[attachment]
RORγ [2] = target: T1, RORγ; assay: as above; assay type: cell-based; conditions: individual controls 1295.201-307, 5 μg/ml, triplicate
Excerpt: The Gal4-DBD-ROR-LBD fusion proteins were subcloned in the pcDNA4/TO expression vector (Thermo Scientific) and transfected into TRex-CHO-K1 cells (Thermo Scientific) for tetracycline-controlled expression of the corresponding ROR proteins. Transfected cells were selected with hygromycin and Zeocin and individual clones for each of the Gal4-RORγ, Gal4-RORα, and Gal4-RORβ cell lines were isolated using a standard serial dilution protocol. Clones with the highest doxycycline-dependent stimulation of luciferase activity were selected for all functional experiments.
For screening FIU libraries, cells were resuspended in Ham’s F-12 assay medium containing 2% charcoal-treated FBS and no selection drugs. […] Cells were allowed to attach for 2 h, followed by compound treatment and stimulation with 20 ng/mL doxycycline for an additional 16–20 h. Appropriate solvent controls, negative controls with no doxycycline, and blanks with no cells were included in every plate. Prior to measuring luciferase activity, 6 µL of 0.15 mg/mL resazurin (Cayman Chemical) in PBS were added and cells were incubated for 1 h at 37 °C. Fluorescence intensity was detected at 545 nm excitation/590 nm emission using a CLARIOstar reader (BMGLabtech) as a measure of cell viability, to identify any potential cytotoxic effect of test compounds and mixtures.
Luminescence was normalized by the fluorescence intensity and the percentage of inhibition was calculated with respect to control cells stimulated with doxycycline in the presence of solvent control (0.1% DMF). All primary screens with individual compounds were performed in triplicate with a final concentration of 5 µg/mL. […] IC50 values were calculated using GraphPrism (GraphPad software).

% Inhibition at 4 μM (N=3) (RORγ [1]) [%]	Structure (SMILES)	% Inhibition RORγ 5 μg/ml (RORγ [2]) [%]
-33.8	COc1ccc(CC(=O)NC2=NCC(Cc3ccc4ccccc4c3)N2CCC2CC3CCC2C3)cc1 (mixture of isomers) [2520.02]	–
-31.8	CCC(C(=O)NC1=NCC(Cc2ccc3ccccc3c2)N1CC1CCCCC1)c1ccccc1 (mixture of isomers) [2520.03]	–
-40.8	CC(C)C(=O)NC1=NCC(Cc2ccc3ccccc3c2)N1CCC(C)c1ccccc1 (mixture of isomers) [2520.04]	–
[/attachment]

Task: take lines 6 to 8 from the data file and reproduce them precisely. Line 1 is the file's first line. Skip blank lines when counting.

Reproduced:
-33.8	COc1ccc(CC(=O)NC2=NCC(Cc3ccc4ccccc4c3)N2CCC2CC3CCC2C3)cc1 (mixture of isomers) [2520.02]	–
-31.8	CCC(C(=O)NC1=NCC(Cc2ccc3ccccc3c2)N1CC1CCCCC1)c1ccccc1 (mixture of isomers) [2520.03]	–
-40.8	CC(C)C(=O)NC1=NCC(Cc2ccc3ccccc3c2)N1CCC(C)c1ccccc1 (mixture of isomers) [2520.04]	–